To successfully challenge China, Russia, Iran or Venezuela, they must remain unaware that the war is even being fought.

The United States is by far the most dynamic economy of the world. In its normal course of business, hundreds of companies are created and destroyed each year, with novel companies rising to the top of the capitalization structure in fields which didn’t exist even as much as five years ago. Companies providing basic commodities adapt or are driven under by the competition. A 20% bear market drop in the Dow represents the GDP of almost half of the rest of the world. The markets have legacy sayings — Wall Street sneezes and the rest of the world gets the flu.

So if, by analogy we view the United States as the body and the influence of China as malignant cells, how can we wage war to eliminate this influence. Strangely enough, depressing the value of the dollar is one very astute way. The results of this particular brand of chemotherapy is already showing results. Yes, it’s painful, and yes we are losing our hair, but as a result of the rise in commodity prices, business in China is becoming unprofitable. Even Wall-Mart is reconsidering its manufacturing operations there. Manufacturers, faced with shipping costs that are three to four times the production cost in China, have to sell at markups to cover these costs. It becomes cheaper to manufacturer the products here in the United States. Factories which were moth-balled are being re-opened. It is estimated that the current shipping and energy costs amount to an 9% tarrif on Chinese goods.

The rise of dollar denominated oil has forced China to finally raise its subsidized fuel price to its population by 18%. This has an immediate adverse effect on economic growth which is propelled by both energy and capital. And the Chinese citizens who worked their way to the middle class only to find their manufacturing jobs eliminated, become a burden and place demands for a support net on the government. More money flows into social security and less into the military. And the present value of the investments China has placed in US Treasuries and financial institutions is dwindling. The capital investments they do have are decreasing in value both due to inflation and exchange rates. China has recently allows its currency to increase with respect to the dollar in response to this. This only further makes its products less competitive. So as long as the US can withstand the pain of the chemotherapy, China’s influence will lessen.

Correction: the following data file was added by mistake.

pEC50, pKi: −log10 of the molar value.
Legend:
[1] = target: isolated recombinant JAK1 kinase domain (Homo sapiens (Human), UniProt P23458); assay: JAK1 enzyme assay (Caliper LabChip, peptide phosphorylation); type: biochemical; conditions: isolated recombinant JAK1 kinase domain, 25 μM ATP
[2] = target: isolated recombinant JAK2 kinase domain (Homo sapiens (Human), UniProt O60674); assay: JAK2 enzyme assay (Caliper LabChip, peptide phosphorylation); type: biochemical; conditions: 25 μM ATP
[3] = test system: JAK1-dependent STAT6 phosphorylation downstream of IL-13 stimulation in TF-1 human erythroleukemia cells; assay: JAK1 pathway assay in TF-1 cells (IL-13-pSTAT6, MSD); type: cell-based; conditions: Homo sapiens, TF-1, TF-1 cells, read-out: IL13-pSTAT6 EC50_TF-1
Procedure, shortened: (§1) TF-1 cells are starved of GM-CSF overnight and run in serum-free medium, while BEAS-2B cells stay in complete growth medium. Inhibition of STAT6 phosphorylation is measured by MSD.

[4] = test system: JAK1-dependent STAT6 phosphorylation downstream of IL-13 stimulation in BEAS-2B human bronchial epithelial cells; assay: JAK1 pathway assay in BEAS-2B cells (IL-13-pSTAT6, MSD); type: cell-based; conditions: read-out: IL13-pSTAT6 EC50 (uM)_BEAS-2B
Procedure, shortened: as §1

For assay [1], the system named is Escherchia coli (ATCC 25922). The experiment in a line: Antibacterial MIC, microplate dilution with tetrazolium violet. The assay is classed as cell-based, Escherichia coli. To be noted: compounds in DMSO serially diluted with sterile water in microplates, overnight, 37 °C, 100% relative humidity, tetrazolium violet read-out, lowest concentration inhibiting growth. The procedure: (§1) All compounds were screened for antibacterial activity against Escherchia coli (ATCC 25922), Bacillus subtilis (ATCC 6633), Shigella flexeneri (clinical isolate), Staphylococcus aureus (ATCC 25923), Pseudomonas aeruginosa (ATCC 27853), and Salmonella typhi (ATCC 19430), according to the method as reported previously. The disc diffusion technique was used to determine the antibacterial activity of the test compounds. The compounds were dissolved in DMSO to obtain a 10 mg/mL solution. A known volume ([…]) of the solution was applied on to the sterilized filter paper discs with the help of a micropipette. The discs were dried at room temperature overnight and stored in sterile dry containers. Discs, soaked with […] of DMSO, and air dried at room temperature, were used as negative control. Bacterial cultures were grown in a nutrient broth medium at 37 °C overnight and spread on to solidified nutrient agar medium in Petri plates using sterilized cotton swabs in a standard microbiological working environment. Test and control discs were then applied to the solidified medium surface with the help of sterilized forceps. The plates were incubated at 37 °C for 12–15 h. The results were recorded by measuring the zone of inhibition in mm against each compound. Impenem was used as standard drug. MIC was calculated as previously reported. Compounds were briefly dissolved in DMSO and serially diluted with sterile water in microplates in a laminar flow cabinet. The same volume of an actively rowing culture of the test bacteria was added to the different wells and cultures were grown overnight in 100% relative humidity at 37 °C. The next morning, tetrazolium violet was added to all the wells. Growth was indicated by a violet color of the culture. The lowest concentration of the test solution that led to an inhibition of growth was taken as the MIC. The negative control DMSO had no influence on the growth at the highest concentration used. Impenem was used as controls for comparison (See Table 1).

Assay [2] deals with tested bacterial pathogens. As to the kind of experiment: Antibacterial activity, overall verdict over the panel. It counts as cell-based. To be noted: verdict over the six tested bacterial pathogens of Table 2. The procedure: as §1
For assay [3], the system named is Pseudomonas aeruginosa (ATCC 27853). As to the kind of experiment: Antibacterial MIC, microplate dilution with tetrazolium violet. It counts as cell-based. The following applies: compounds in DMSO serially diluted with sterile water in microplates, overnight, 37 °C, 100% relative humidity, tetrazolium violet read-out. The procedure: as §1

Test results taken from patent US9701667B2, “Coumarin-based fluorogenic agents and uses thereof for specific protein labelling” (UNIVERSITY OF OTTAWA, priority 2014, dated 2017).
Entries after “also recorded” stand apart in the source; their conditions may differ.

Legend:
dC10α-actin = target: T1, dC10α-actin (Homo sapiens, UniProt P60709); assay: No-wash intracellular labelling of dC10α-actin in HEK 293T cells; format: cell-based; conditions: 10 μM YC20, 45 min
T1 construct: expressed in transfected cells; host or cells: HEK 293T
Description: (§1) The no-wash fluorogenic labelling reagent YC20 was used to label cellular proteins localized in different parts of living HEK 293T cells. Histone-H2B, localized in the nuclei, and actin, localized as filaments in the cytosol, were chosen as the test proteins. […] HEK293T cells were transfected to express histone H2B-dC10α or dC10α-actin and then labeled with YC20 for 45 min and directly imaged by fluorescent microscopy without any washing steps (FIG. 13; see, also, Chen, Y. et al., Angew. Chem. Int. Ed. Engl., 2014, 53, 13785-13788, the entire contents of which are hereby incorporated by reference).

While the main force of this attack I believe is China, a more subtle attack is being waged on Saudi Arabia and Russia. This attack consists of inflating the incomes of these countries beyond their ability to control. Saudi institutions like KAUST reflect the belief that money can buy prominence in research and technology, as well as stability and respect. Enormous sums are being spent in developing universities with the belief that a religiously restrictive and closed society can become host to a modern research institution. What both Saudi Arabia and Russia don’t understand is that the wealth and power of the United States is not in its things but in its attitudes, freedoms and optimism. When the price of oil falls, as it must, programs in these countries dependent on this cash flow will cease to function. Chavez in Venezuela is spending his oil revenue on vote buying social programs and doing little to build his country’s infrastructure. When the revenue is no longer there to support the programs, they too will cause more problems for Chavez than the United States ever did.

So as long as we can take the pain and adjust a little, we can limit the influence of the cancer. After all, hair can grow back. America needs to see to the aspects of our society that allow this to work — that is creativity, flexibility, inexhaustible energy and freedom.

Pity poor George W. Bush. Already under fire from some quarters for his decision to attend the Olympic Games in Beijing, he drew more fire for keeping his harshest words for China out of his speeches in Beijing, and more fire still for being in Beijing and “out of the loop” for the sudden Russian invasion of Georgia. For many, just more proof that W is a bumbling fool.

But in reference to both China and Russia, it’s really Bush’s foes who are foolish, and W who really understands what is needed. Whether we like it or not, the world is currently geopolitically divided into four power blocks: the United States, Russia, China, and everyone else. The European Union and Japan can compete economically (though each is less of a competitor than either seems to realize) but lack any credible military power projection. The rest of the world may have armies, but has neither the economic might nor the infrastructure to really project them. Like it or hate it, at the present time the US really only has two rivals for hegemony: Russia and China.